Dinner here is a well-run affair attended by captains primed to ease the passage of English-speaking guests. Most of the prosperous-looking clientele is Chinese, with a Vietnamese component of perhaps 30 percent, and they are arrayed through the celebration-oriented dining room in groups large and small. Slide a partition here, and you've got a semi-private wedding party; move a lacquered screen there, and a high-school graduation banquet acquires a sense of occasion.
The expansive room, a serene sea of ivory trimmed in black and muted cinnabar, can hold up to 800 people. And on Saturday and Sunday noons, that's exactly what it does -- several times over. Figure on showing up by 11:30 if you want to beat the dim sum mob devouring the habit-forming tea-house snacks that constitute Chinese brunch.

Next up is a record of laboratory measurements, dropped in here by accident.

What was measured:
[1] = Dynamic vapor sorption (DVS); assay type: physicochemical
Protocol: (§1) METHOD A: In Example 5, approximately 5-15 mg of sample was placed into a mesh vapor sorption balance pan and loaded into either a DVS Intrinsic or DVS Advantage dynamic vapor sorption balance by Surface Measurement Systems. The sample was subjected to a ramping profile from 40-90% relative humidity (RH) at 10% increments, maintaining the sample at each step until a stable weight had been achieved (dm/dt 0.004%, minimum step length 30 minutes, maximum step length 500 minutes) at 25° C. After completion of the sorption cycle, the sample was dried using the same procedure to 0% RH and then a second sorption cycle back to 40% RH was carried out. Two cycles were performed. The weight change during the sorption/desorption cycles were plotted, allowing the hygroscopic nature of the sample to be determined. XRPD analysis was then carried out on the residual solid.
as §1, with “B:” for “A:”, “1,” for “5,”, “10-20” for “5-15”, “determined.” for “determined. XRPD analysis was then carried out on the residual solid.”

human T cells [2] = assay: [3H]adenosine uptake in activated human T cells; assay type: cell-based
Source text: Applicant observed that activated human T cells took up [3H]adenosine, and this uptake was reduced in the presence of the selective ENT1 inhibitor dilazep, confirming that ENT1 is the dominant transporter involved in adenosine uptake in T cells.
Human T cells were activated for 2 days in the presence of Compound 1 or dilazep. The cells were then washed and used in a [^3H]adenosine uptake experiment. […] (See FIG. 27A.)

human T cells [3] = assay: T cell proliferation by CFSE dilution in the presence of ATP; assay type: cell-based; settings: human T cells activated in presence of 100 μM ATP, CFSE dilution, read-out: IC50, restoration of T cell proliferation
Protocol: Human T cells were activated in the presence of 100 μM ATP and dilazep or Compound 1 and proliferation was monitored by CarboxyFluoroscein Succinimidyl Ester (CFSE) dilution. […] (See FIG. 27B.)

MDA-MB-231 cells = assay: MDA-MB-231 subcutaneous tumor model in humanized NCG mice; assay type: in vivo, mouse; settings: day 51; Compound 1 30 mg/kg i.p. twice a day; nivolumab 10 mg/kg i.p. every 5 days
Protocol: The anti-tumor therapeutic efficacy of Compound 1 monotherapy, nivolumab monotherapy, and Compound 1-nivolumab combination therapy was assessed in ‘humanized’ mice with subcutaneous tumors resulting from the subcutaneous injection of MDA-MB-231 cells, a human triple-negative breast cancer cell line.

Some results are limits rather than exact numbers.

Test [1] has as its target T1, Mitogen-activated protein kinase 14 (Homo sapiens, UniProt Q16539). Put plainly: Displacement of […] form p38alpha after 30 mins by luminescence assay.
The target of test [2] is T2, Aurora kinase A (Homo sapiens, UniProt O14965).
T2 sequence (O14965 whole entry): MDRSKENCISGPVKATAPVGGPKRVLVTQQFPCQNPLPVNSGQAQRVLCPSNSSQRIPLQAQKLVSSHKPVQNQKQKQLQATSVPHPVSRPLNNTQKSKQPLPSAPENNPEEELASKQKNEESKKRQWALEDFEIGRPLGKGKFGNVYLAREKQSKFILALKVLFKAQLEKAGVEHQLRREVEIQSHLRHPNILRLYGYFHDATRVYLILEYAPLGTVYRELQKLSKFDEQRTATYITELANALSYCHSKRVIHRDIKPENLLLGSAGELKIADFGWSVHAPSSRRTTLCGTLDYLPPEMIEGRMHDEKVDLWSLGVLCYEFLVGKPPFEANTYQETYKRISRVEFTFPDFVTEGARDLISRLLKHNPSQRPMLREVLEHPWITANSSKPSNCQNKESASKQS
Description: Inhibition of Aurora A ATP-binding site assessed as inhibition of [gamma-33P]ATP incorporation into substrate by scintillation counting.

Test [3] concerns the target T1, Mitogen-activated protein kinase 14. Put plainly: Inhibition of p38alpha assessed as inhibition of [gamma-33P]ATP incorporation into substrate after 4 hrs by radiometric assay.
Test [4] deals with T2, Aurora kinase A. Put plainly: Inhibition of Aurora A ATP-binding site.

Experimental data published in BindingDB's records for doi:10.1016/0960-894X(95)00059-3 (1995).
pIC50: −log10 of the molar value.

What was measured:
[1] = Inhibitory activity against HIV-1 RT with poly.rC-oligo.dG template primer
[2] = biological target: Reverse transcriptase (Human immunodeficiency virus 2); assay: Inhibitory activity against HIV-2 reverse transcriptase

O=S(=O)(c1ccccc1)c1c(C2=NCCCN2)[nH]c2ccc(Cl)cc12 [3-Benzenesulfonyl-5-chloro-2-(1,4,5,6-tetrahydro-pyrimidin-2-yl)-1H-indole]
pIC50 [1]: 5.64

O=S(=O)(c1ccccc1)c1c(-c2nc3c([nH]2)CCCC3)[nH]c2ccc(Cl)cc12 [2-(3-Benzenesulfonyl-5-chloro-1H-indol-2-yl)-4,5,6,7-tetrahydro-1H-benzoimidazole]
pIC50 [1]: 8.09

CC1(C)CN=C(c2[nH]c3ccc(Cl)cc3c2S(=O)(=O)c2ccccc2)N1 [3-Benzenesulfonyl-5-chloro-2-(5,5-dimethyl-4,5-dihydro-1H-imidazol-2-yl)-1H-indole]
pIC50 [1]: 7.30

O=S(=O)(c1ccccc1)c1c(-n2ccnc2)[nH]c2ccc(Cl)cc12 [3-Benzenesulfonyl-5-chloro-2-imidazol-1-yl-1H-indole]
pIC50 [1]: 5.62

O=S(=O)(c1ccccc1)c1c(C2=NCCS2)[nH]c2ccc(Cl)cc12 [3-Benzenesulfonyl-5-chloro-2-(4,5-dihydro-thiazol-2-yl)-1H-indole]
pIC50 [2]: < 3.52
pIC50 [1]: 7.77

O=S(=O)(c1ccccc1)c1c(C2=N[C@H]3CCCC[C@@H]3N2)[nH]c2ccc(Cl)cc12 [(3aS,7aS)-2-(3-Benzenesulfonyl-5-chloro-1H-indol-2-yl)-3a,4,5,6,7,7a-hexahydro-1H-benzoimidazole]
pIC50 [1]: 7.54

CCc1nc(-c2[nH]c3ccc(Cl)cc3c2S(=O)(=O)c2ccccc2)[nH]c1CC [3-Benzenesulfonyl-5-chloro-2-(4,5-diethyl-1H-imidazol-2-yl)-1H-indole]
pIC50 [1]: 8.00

They're scarfing down pillowy baked buns stuffed with subtle barbecued pork and Chinese bacon. They're littering the special plastic dim sum tablecloths with crumbs from superb sesame-seeded puff pastries hiding cabbage and extravagantly crunchy Sputnik balls of shrimp with preserved black egg. They're cutting the richness of black-mushroom-laced vegetable spring rolls with skinny, crisply braised stalks of gai lan, the Chinese broccoli. They're flagging down a cart for more cilantro-spiked meat turnovers -- ever so gently fried. They're drinking endless cups of hot tea and awaiting their second wind, while the parade of carts and staff-borne trays circles relentlessly.